Blumenfeld, Hermann Fadeevich

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BLUMENFELD, HERMANN FADEEVICH (1861–1920), Russian civil lawyer. He was the son of Rabbi Feitel Blumenfeld of Kherson (1826–1896), who helped to develop the Jewish agricultural colonies in Kherson and Bessarabia. Blumenfeld won a gold medal at the University of Odessa for a thesis on the law of real property. Being a Jew, however, he was not allowed to be called to the bar and remained formally an articled clerk until 1905 (the formal title in Russian was "assistant lawyer"). In the trials of 1906 following the Kishinev pogroms, the memorandum of the bar association submitted to the minister of justice was based on a report drafted by Blumenfeld. In the regime of Alexander Kerensky following the February revolution of 1917, Blumenfeld was made a member of the supreme court. His writings include two books on forms of land ownership in ancient Russia (1884), and on inheritance and authors' rights (1892), and articles on Jewish subjects, including "Economic Activity of the Jews in Southern Russia," in Voskhod (no. 9, (1881), 175–219), and "Jewish Colonies in the Kherson Government," in Razsvet (1880 and 1881).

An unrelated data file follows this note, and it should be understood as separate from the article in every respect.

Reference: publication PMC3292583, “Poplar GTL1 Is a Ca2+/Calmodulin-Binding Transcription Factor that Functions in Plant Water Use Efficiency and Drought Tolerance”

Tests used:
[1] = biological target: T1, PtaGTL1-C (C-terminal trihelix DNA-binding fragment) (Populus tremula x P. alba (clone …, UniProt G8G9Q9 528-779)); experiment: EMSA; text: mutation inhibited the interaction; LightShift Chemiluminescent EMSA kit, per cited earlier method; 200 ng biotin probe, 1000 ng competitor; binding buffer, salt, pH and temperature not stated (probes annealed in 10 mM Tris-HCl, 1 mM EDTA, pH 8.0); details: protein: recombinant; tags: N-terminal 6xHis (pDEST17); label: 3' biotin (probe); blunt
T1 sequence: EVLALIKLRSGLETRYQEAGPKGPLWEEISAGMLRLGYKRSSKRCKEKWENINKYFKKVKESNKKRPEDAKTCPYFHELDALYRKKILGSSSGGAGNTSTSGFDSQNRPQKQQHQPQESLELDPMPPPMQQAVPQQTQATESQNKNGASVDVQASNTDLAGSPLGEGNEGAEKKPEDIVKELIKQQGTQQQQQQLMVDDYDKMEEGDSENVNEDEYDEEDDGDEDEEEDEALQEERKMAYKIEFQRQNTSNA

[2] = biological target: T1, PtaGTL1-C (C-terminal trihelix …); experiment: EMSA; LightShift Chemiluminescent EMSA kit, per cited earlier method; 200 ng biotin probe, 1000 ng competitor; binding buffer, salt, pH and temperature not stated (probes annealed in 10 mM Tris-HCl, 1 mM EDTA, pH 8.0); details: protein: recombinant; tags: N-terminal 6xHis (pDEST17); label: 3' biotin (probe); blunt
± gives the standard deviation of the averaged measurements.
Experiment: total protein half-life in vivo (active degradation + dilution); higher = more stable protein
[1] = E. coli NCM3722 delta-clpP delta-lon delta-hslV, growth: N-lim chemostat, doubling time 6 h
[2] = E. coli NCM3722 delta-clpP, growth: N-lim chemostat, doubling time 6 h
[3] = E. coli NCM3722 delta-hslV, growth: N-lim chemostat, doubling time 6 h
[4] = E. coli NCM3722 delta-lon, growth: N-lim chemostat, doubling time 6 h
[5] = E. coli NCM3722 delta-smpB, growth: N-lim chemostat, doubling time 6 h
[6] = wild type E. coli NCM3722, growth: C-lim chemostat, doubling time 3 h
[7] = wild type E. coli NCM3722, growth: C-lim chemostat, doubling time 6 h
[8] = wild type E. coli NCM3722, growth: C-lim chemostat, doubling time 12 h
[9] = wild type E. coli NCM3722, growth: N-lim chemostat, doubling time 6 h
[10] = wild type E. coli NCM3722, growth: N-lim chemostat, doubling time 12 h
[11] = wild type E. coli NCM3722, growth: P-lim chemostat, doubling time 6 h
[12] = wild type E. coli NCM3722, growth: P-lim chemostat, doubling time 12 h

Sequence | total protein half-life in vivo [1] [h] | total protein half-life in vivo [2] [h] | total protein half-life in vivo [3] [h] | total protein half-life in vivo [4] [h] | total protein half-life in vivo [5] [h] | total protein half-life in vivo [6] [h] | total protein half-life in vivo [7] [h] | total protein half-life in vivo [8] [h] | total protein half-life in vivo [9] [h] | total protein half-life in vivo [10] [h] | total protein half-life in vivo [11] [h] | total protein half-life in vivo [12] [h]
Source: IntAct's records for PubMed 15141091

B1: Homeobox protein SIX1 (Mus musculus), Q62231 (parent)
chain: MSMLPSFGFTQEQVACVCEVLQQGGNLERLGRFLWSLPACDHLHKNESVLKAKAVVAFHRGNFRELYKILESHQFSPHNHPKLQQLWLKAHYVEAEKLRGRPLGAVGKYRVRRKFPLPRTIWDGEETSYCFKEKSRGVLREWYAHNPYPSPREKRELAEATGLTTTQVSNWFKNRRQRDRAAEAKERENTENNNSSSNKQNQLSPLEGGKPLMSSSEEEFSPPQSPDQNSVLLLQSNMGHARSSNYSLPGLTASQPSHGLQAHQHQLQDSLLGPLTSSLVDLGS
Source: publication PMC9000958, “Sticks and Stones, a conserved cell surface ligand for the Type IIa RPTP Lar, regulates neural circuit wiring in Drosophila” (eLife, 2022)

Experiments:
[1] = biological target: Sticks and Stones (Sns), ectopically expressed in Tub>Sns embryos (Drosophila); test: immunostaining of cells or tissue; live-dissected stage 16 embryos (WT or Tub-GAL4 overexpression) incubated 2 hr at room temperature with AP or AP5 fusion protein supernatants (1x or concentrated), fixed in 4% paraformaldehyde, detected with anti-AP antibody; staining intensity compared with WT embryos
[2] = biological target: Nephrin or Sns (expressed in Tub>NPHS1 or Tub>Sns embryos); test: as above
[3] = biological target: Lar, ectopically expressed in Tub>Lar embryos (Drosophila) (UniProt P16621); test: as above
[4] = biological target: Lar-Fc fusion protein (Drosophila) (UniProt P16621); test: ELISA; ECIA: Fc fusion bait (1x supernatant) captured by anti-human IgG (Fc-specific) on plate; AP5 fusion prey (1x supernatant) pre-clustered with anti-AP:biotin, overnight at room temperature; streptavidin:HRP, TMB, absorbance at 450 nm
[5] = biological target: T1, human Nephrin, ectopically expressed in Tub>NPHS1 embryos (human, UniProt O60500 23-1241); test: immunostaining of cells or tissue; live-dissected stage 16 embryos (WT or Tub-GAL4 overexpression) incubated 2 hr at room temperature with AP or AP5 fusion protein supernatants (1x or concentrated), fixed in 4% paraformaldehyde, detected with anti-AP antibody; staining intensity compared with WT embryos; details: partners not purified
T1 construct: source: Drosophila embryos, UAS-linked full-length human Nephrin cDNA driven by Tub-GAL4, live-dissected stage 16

[David Bar-Rav-Hay]